Right after epoxying the bobstay fitting, I turned my attention to the cranse. After removing the shims on the bowsprit, I realized that the diameter of the Port Townsend cranse was really not that much smaller than the old stainless steel Tayana one. With some consultation from Paul and all his wooden boat experience, I went to town sanding the bowsprit with 40 grit sandpaper. After an hour or two of repeated rounds of sanding, fitting, and marking, I eventually got a snug fit.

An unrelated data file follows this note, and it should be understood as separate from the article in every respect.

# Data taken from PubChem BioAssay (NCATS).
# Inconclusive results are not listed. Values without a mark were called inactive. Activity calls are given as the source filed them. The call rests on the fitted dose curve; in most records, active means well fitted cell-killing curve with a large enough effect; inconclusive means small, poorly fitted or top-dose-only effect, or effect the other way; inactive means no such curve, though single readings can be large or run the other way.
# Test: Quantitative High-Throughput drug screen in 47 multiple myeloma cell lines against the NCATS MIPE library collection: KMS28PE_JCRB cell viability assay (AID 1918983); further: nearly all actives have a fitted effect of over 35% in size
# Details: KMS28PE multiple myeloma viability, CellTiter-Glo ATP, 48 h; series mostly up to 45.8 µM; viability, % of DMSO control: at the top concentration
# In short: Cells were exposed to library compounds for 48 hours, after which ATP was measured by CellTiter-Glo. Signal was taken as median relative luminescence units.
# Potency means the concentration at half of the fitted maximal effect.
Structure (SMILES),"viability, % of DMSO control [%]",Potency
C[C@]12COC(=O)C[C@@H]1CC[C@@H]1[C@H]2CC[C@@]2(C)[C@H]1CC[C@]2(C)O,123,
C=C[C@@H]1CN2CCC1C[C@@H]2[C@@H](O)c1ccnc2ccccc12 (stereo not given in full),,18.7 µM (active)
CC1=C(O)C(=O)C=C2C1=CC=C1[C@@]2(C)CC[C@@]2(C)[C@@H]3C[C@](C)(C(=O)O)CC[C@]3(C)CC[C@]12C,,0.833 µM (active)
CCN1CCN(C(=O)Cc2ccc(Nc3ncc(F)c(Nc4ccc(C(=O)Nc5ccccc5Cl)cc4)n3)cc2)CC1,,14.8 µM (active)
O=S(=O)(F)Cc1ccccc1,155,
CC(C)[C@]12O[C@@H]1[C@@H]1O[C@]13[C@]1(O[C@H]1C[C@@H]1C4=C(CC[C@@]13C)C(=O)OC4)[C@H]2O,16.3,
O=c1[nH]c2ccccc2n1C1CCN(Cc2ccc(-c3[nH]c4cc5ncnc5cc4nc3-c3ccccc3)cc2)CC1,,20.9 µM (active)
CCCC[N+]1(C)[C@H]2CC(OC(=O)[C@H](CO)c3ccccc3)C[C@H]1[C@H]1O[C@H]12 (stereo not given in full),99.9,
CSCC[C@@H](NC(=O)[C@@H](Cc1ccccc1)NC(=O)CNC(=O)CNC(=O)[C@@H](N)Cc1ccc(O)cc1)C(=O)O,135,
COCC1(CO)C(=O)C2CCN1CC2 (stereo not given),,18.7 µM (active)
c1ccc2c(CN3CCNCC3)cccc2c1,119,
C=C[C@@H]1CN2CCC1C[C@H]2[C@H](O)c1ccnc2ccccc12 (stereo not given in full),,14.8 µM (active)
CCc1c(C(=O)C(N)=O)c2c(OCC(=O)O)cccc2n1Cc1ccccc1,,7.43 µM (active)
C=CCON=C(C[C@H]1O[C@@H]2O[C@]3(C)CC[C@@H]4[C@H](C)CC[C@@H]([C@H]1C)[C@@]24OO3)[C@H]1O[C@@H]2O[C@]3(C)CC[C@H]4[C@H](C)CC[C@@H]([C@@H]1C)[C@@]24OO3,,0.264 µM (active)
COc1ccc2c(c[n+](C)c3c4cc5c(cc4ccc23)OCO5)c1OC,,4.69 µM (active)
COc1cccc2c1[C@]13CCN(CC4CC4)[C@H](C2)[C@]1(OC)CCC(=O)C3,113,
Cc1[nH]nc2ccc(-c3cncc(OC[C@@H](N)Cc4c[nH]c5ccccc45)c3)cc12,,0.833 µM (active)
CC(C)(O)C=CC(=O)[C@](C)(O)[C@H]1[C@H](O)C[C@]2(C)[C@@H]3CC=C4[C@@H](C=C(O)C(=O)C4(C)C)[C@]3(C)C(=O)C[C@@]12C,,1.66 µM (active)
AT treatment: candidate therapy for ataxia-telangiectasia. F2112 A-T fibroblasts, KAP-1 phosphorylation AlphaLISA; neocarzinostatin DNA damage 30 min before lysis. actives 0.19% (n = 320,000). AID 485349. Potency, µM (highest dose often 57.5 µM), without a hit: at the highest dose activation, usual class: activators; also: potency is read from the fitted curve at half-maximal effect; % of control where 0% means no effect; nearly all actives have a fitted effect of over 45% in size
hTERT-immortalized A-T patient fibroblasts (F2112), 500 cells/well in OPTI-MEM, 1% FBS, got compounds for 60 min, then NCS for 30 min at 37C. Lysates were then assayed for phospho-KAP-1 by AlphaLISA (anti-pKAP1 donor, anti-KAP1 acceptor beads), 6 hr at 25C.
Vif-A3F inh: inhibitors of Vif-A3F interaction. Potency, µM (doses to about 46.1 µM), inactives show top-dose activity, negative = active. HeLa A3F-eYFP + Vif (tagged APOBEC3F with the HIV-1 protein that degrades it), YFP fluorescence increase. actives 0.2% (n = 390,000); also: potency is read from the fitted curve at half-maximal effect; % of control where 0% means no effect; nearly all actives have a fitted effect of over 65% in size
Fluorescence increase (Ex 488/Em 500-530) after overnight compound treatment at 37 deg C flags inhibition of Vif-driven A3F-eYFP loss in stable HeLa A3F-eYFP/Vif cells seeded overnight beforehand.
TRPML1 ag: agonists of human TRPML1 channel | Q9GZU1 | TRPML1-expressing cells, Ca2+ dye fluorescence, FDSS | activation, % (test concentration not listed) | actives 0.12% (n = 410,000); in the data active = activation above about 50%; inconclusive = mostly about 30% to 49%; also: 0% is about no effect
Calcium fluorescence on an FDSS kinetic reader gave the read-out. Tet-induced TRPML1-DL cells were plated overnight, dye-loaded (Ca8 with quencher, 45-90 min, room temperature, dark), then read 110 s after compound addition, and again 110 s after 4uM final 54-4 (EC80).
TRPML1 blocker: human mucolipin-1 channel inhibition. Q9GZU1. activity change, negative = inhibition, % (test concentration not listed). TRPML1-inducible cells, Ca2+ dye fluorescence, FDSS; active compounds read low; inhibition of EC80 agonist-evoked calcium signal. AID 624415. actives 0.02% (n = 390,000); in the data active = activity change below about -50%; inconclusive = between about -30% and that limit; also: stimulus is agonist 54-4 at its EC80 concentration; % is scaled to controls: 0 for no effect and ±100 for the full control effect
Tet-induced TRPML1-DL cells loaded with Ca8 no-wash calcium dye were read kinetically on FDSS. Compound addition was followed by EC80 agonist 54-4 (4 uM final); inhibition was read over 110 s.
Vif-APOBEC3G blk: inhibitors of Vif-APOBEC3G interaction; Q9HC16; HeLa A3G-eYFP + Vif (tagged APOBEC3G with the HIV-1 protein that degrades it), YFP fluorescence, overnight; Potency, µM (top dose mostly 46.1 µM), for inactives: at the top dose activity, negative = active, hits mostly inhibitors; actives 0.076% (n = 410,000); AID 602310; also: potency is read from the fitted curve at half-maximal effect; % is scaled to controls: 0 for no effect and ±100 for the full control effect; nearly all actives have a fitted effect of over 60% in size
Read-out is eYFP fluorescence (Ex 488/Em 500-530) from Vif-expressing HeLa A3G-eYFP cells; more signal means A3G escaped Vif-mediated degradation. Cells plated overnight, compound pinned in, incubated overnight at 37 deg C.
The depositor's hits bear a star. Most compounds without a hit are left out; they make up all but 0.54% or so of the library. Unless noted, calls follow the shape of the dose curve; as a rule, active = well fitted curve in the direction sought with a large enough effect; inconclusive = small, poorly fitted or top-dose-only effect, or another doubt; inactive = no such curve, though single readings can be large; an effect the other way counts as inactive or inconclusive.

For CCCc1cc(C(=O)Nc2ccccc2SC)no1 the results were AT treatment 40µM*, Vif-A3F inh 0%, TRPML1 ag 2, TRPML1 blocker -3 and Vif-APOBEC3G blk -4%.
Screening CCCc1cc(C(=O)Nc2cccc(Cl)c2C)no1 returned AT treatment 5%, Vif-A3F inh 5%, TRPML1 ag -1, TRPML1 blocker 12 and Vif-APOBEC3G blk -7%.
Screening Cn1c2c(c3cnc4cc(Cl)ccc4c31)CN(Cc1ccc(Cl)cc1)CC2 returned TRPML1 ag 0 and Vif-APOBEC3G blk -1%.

Writing this up, I feel like I accomplished a lot over the last week. However, the successes were deeply tempered by a great deal of frustration at the time, and I rarely felt like I was making any real progress.
As I was putting tools away after fitting the cranse, a cat that I frequently see around the yard tried to join me aboard. As Gary Lee, a yard regular who happens to own the cat, told me later that evening over an ice-cold beer – from his mini fridge that he has stationed right next to a fire pit looking out on the Rappahannock – the cat would have climbed up had I not been on the ladder. Apparently she is quite the salty feline; I might have to ask her to help me with a project or two.